Congress Extends Farm Bill as Wrangling Continues

Congress approved another one-week extension to the current farm law Thursday to give legislators more time to negotiate a new five-year program. Debate over the new program is stalled, and the White House has suggested the alternative of extending the current farm laws for another year.

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RENEE MONTAGNE, host:

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The Farm Bill isn't just about helping farmers. Much of it provides aid to poorer Americans. And that's at the heart of a struggle over getting a new bill approved that's been long stalled in Congress. That bill provides for five more years of aid valued at $290 billion.

NPR's Brian Naylor has more.

BRIAN NAYLOR: Congress has been locked up in negotiations over the Farm Bill for months, every so often passing an extension of the current law to give the negotiators a bit more time. The latest one week overtime period was approved yesterday. The top Republican on the Senate Agriculture Committee, Saxby Chambliss of Georgia, said one more week probably won't be enough, but that negotiators are making progress. Really.

Senator SAXBY CHAMBLISS (Republican, Georgia): We are very close, and I think there is the opportunity to get this done. And it's not going to be done -completed within the next week, but I have no problem with a one week extension because I do think that it will keep the pressure on, and it will require us to ultimately get something done.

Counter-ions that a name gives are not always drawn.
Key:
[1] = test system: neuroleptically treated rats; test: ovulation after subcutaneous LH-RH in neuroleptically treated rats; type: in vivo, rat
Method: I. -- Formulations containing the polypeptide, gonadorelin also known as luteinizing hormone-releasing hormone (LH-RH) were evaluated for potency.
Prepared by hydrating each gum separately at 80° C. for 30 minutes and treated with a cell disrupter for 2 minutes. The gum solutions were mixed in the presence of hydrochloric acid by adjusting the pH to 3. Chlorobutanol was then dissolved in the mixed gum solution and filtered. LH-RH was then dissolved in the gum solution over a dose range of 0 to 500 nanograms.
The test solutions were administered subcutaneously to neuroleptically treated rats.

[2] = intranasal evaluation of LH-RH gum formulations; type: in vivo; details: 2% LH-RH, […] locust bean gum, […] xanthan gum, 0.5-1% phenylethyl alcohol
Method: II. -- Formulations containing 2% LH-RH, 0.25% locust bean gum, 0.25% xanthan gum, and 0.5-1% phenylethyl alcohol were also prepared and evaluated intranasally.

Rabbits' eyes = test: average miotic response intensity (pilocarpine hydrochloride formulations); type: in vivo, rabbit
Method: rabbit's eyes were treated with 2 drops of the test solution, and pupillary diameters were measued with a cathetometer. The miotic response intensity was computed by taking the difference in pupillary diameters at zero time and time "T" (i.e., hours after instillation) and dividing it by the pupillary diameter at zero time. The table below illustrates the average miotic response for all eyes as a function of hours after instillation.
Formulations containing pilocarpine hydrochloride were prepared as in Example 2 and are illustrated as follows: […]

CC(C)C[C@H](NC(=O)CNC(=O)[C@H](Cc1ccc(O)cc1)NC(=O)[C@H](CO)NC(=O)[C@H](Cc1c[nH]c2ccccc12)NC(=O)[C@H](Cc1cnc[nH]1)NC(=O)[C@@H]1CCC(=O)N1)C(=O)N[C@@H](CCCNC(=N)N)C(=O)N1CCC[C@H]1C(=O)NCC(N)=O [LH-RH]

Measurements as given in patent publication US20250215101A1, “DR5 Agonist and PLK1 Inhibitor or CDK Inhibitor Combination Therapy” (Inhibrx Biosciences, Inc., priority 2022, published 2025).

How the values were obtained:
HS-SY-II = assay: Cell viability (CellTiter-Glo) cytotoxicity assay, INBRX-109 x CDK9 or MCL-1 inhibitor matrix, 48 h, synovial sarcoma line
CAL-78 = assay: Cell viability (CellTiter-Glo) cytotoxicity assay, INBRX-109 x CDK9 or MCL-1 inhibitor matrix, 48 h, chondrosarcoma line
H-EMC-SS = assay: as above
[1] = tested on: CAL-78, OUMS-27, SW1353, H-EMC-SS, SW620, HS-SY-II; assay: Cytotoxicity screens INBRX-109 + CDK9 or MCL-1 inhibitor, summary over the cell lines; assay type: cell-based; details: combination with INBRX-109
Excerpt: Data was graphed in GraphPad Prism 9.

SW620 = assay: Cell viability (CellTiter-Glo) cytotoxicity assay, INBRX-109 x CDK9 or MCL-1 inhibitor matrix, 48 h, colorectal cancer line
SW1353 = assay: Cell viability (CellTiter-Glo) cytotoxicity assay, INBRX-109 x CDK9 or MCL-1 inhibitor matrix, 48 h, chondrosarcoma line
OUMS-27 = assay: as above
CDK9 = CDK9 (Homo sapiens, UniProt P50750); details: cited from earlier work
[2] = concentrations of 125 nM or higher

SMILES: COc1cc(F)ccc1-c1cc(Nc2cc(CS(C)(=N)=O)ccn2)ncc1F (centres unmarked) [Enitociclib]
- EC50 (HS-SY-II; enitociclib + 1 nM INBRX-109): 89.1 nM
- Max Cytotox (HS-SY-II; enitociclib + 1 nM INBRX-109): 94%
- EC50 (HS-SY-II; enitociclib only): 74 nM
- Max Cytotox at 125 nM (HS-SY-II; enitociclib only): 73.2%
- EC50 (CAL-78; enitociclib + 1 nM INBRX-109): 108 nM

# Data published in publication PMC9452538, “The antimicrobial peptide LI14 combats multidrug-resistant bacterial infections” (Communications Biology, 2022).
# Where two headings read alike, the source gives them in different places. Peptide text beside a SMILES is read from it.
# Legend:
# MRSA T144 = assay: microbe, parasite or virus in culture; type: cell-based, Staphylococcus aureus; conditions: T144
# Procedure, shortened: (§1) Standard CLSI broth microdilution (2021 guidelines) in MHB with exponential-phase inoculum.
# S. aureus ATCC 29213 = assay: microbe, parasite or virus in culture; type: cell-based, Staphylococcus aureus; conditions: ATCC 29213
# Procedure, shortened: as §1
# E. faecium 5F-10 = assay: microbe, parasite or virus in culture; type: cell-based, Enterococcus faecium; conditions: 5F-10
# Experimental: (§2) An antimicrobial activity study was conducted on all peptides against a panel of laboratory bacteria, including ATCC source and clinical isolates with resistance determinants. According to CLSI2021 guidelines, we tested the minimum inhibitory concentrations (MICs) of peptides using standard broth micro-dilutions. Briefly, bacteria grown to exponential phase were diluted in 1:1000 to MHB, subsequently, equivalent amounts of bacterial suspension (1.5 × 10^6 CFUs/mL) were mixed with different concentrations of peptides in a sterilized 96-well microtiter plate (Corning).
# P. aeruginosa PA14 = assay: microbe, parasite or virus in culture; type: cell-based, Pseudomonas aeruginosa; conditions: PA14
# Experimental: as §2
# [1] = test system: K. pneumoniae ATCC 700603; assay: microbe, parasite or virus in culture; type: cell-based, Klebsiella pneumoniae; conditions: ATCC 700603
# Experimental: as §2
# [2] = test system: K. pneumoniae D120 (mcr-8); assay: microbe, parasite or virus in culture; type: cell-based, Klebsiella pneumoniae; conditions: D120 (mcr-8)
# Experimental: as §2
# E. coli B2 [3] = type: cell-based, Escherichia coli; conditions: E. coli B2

NAYLOR: The White House will grudgingly go along with the latest one week extension. Spokesman Scott Stanzel reiterated the president's belief that lawmakers should put aside the bill they're working on, which the White House believes is too generous to farmers, and simply extend the current law for a year.

That didn't go over well with the chairman of the Senate Agriculture Committee, Iowa Democrat Tom Harkin.

(Soundbite of audio)

Senator TOM HARKIN (Democrat, Iowa): The president is not doing us any favors by the White House issuing a statement that we should have a one-year extension.

NAYLOR: Harkin says a one-year extension of the current law will short change low income Americans who rely on food stamps and other nutrition programs which comprise the biggest part of the Farm Bill.

(Soundbite of audio)

Sen. HARKIN: Low-income people are hurting in this country. Well, with a one year extension, we give no relief at all to low income families.

NAYLOR: Harkin says negotiators have agreed to increase funding for nutrition by $10 billion over the life of the bill, money that would be lost if current law were extended. Still, negotiators show little sign of progress of settling the biggest obstacles to an agreement, which are about funding for the various subsidies and tax credits lawmakers want to tack on to the bill. They include items such as a quicker tax depreciation for race horses and aid to the timber industry.

Brian Naylor, NPR News, the Capitol.

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